The philosophy and the plan

Under the wide spectrum of Aatmanirbhar Bharat, India will produce more, design, innovate and undertake R&D in sectors like space, atomic energy, power, petroleum, manufacturing and MSMEs, which are interlinked to PSUs, and create jobs alongside. The mandate for CPSEs under the Aatmanirbhar Bharat initiative is to create exponential growth of core and strategic sectors and give Indian economy the support of developed infrastructure. These key strategic sectors are power, petroleum, defence manufacturing, railways, ports, highways, coal and mining and heavy engineering. So, as I mentioned above, Aatmanirbhar Bharat is about linking with global supply chains and creating not just manufacturing hubs but value hubs where we design, innovate, undertake mass-manufacture and create global companies. Both in public and private sector, we have many companies that are truly world-class, but we need to create more of them. Global strategic outreach is a substantial part of Aatmanirbhar Bharat. So we have to work on linking instrument of PSUs with the global supply chain.

The total GDP of the nation is Rs 2 lakh crore and PSUs’ contribution towards it is of Rs 27 lakh crore in terms of turnover and Rs 5.5 lakh crore in terms of value.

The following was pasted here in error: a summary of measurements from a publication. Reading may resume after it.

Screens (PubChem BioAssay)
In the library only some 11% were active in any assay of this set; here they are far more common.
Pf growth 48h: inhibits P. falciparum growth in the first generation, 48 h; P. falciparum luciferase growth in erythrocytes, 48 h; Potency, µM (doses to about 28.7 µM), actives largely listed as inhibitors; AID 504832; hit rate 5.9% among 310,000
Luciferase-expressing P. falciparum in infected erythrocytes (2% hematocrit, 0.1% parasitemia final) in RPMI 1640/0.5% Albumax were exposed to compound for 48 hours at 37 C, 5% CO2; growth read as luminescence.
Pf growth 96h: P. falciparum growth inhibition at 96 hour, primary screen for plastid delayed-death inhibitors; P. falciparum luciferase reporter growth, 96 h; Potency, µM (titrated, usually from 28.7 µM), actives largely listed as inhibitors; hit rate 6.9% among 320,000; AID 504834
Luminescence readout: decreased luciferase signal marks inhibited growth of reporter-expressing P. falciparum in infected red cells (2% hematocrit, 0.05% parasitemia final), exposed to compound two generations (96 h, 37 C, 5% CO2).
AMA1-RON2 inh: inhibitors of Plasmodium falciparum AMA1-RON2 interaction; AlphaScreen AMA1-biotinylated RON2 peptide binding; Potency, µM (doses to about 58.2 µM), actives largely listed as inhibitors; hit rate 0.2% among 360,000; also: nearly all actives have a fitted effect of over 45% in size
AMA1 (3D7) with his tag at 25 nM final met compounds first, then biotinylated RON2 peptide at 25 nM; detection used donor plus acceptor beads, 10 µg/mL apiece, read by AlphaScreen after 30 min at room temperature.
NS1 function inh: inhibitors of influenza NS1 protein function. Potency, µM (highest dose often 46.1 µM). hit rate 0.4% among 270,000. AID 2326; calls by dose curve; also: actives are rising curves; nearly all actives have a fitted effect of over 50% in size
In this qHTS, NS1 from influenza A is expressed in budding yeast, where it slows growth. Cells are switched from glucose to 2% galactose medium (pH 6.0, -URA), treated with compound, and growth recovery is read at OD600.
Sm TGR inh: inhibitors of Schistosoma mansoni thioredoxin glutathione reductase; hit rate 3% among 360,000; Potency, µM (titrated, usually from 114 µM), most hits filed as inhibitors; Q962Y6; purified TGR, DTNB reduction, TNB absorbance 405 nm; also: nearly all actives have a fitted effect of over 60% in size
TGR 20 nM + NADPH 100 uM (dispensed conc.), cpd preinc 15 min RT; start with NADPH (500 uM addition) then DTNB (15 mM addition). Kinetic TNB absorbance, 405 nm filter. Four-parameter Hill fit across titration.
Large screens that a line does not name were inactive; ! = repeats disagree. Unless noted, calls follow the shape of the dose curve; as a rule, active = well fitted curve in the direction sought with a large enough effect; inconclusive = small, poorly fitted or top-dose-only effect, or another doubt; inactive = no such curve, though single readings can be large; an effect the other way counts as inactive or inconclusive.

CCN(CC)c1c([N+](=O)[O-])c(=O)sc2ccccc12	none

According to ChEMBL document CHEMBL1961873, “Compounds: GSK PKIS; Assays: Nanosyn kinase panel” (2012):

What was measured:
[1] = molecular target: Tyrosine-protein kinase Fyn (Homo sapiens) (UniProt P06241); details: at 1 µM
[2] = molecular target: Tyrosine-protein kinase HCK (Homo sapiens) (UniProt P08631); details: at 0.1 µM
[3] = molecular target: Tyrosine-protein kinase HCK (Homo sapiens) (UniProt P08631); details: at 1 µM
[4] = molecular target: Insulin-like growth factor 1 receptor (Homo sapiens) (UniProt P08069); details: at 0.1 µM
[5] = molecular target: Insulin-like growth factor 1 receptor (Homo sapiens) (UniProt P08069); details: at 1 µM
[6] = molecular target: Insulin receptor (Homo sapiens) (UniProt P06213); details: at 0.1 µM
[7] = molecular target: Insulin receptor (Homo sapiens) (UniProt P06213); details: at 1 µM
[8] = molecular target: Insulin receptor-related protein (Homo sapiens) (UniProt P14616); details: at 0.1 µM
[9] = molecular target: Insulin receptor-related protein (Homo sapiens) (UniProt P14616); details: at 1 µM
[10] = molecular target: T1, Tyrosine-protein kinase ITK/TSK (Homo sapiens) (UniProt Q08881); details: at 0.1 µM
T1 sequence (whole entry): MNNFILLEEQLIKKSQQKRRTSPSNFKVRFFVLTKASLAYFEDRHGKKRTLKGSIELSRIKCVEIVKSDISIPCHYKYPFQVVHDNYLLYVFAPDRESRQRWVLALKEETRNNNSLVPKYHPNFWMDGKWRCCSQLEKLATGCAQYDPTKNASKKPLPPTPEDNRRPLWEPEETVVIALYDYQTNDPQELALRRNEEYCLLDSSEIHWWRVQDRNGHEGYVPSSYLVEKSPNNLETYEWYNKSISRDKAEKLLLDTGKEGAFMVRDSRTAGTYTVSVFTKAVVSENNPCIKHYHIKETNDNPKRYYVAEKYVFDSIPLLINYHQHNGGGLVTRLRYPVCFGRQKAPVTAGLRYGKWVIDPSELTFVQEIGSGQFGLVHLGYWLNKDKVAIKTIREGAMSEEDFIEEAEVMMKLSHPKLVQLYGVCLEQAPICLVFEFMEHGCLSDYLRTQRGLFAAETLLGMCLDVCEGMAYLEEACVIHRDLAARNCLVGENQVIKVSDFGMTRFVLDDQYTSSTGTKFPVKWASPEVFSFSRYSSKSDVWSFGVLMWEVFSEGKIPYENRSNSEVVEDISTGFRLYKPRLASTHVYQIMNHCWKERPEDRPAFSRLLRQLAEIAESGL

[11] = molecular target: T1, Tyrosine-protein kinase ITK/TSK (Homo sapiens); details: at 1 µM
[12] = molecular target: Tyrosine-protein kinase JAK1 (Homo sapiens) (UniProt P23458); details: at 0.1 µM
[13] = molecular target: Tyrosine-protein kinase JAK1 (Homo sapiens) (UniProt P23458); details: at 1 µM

The set-up

In April 2018, there was a CPSE conclave wherein certain guiding principles were decided by the government. Working towards global strategic outreach, investment, R&D, increasing capital expenditure, profitability and efficiency, aligning with national priorities, increasing CSR were a few of them. On the basis of these guiding principles, CPSEs decided their vision plan. Sectoral business plans are already in place. If we talk about the oil and gas sector, it was decided that we are moving towards promoting a gas-based economy. We are making heavy investment in the direction of gas pipelines, city-gas network and related infrastructure. So most of the public sector companies are extremely competitive, despite diversified risk factors, irrespective of whether you talk about their domestic operations or global. For example, IRCON, RITES, most of the petroleum sector companies have robust business overseas. Around 30 percent of the revenue of RITES comes from overseas operations.